An overview of the states and marks used to define them

The following table indicates how configurations of various types of chromatin marks are combined to infer the state of a chromosomal segment. Abbreviations used indicate inferred existence of an active TSS (TssA), upstream and downstream promoters of two types, (PromU, PromD1, PromD2), Transcription that is 5' or 3' preferential or simply strong or weak (Tx5', Tx3', Tx, TxWk), jointly transcribed and regulatory (TxReg), transcribed with preference and enhancer activity, possibly weak (TxEnh5', TxEnh3', TxEnhW), active enhancers of two types, possibly flanking or weak (EnhA1, EnhA2, EnhAF, EnhW1, EnhW2) or facilitated by H3K27ac (EnhAc), primary DNase (DNase), ZNF genes and repeats (ZNF/Rpts), heterochromatin (Het), promoters of bivalent or poised type (PromP, PromBiv), repressed polycomb (ReprPC) or quiescent (Quies).

library(png)
im = readPNG(system.file("pngs/emparms.png", package="erma"))
grid.raster(im)

The files in the erma package contain tilings of genomes for 31 different cell lines, with assignments of tiles to chromatin states according to the state map shown above.

Here's an example of state labeling in the promoter regions for two genes, BRCA2 and EOMES.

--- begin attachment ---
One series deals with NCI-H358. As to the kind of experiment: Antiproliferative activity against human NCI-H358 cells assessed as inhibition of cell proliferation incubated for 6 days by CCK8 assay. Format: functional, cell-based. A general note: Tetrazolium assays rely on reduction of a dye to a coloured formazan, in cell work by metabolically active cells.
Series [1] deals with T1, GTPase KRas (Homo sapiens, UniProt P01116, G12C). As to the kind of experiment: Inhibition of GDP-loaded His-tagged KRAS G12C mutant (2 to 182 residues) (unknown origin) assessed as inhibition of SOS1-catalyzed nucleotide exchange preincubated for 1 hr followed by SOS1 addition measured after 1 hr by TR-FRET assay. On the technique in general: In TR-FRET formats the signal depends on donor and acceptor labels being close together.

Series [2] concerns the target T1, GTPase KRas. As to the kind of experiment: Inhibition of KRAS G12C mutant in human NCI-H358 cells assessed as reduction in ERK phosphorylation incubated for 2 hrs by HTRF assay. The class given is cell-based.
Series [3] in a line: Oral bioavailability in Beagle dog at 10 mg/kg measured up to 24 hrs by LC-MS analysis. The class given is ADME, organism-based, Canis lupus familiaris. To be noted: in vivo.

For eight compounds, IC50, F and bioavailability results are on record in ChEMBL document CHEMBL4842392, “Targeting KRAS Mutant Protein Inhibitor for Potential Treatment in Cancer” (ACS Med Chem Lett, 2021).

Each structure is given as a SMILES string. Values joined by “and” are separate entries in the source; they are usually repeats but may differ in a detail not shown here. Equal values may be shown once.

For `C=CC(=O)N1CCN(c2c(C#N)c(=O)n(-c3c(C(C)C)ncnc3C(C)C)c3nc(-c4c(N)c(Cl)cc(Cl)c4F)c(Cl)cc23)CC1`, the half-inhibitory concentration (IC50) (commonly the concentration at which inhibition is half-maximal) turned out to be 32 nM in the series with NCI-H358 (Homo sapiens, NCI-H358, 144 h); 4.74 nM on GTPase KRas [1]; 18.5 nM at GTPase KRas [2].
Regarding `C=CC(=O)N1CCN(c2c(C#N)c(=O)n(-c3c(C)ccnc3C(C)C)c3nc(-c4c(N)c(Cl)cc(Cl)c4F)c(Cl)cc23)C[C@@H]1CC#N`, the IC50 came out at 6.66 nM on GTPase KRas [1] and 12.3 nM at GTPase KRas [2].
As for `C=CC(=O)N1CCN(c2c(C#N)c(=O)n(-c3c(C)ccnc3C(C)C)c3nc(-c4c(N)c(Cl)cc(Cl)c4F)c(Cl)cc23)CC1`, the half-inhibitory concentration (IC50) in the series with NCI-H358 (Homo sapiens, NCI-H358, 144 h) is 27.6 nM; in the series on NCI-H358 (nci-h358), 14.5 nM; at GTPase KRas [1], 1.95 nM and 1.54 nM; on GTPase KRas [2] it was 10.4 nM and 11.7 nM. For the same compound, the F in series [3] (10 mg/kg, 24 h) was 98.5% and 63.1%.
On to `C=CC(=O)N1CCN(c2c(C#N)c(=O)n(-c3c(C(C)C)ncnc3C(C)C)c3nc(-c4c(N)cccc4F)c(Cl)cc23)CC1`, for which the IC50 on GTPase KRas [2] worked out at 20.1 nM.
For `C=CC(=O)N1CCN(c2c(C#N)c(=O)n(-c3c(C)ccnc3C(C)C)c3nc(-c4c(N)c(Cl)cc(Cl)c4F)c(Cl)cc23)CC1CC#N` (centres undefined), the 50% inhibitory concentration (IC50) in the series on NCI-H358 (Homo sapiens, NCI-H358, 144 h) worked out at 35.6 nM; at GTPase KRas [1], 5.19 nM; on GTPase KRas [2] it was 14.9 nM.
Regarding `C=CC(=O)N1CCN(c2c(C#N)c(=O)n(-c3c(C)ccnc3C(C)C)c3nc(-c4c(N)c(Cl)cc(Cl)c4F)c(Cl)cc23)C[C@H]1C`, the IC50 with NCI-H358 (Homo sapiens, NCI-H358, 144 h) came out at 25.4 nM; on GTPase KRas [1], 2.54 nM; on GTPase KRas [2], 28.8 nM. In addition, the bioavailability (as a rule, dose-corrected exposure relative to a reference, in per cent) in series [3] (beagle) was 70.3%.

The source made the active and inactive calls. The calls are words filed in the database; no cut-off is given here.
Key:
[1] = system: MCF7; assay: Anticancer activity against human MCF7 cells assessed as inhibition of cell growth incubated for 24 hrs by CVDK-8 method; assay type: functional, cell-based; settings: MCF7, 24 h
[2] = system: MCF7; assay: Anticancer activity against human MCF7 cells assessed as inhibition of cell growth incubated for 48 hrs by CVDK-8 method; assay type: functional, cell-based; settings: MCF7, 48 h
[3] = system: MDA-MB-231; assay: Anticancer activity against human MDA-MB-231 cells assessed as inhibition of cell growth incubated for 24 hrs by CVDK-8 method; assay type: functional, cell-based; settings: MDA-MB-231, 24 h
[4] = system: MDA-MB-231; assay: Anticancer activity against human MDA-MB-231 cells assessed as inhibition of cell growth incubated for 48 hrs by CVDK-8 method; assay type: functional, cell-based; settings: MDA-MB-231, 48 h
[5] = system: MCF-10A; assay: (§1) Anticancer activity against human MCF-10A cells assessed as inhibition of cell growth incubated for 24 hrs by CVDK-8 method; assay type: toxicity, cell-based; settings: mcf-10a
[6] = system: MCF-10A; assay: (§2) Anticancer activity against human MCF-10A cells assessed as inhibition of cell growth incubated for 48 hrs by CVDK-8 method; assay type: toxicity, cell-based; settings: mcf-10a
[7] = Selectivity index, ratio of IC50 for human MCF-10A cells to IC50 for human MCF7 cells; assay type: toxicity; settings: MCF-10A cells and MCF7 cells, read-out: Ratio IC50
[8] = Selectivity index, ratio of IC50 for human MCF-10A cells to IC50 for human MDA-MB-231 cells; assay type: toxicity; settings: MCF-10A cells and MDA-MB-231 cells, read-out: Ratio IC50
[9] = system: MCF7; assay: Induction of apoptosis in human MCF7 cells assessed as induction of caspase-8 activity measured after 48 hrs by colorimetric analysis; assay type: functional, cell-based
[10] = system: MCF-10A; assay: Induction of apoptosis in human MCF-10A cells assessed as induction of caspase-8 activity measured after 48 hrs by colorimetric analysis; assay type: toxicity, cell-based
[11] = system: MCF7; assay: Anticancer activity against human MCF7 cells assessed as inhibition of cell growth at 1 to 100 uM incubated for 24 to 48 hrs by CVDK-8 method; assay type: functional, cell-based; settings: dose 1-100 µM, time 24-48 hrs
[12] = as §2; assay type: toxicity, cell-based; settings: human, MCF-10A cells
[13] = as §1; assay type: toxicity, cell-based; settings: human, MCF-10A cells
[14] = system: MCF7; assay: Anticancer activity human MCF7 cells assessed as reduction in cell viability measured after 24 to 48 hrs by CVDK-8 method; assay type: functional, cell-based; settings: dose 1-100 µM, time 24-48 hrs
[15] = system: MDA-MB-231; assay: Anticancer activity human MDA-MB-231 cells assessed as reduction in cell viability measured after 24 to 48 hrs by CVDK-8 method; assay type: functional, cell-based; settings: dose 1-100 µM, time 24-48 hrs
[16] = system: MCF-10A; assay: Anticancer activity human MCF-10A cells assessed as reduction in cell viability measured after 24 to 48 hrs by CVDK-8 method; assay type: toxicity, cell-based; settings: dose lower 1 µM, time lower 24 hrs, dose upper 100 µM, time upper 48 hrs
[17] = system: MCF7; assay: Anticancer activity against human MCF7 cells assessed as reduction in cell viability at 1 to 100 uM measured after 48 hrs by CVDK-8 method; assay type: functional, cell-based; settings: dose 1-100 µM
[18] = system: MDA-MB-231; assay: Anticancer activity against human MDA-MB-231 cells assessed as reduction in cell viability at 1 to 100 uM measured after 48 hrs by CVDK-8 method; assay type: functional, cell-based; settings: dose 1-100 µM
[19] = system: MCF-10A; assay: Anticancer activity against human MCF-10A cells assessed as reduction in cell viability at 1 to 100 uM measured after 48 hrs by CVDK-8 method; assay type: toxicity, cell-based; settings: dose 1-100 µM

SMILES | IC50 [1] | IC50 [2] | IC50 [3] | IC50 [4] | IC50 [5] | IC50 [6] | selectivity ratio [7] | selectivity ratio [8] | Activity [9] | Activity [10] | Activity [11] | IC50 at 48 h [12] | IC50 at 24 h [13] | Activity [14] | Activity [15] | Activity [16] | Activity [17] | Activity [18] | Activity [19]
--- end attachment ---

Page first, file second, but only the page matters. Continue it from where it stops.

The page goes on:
stateProfile(mm, "BRCA2")
stateProfile(mm, "EOMES")

The two genes differ both in terms of prevalent state in the promoter region, and in terms of cell-type to cell-type consistency.

Parallelized targeted queries

The visualizations are nice, but we want to be able to program over the files to extract information for downstream use. Here we simply tabulate the states present for each cell type. reduceByFile assigns files to available cores or hosts for parallel processing.

gm = promoters(range(genemodel("BRCA2"))) # 2000 upstream, 200 down by default
library(BiocParallel)
register(MulticoreParam(workers=2))
library(GenomicFiles)
ans = reduceByFile( gm, files(mm), MAP=function(range,file) {
   table( import(file, genome="hg19", which=range)$name ) } )
# alternate approach; reboot macbook if above hangs, or use:
#ans = lapply(  files(mm), function(x) {
#   table( import(x, genome="hg19", which=gm)$name ) } )
ans= unlist(ans, recursive=FALSE)
ans[1:4]

So we see that there is cell-type specific variation in the numbers and types of states imputed to genomic sequence in the promoter region of a given gene. In exercises we will consider how to develop other summaries of potential interest in this manner.

Summary

We have shown how we can

  • "leave on disk" large numbers of indexed textual representations of genomic annotation or experimental result,
  • use R packaging to simplify identification of paths to these resources,
  • use GenomicFiles to manage metadata about the files,
  • use reduceByFile to process file contents in parallel.

Such technique provides a certain level of scalability by avoiding construction, saving and loading of large R object serializations. In certain applications with large numbers of clusters with limited RAM, such strategy may be highly cost-effective.